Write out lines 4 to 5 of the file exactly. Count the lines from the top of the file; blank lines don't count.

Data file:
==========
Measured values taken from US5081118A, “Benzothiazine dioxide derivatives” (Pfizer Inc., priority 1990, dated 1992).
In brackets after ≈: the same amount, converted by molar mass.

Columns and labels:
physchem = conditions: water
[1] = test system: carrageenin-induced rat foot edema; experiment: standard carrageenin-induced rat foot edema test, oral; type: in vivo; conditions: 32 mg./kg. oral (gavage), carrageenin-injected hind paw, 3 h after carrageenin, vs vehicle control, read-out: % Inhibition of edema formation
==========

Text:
physchem = conditions: water
[1] = test system: carrageenin-induced rat foot edema; experiment: standard carrageenin-induced rat foot edema test, oral; type: in vivo; conditions: 32 mg./kg. oral (gavage), carrageenin-injected hind paw, 3 h after carrageenin, vs vehicle control, read-out: % Inhibition of edema formation